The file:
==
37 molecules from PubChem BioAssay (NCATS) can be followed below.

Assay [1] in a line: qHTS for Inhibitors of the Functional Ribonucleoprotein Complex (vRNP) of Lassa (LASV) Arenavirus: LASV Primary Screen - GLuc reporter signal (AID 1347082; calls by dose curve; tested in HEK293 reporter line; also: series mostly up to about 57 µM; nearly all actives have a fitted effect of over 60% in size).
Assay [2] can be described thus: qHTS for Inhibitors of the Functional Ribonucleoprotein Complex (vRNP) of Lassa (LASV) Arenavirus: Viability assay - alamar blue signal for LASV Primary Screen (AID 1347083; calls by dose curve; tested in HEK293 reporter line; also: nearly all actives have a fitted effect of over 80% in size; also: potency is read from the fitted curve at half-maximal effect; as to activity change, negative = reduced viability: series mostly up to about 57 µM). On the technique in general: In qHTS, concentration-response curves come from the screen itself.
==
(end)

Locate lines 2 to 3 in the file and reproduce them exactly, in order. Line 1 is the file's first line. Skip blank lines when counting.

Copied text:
Assay [1] in a line: qHTS for Inhibitors of the Functional Ribonucleoprotein Complex (vRNP) of Lassa (LASV) Arenavirus: LASV Primary Screen - GLuc reporter signal (AID 1347082; calls by dose curve; tested in HEK293 reporter line; also: series mostly up to about 57 µM; nearly all actives have a fitted effect of over 60% in size).
Assay [2] can be described thus: qHTS for Inhibitors of the Functional Ribonucleoprotein Complex (vRNP) of Lassa (LASV) Arenavirus: Viability assay - alamar blue signal for LASV Primary Screen (AID 1347083; calls by dose curve; tested in HEK293 reporter line; also: nearly all actives have a fitted effect of over 80% in size; also: potency is read from the fitted curve at half-maximal effect; as to activity change, negative = reduced viability: series mostly up to about 57 µM). On the technique in general: In qHTS, concentration-response curves come from the screen itself.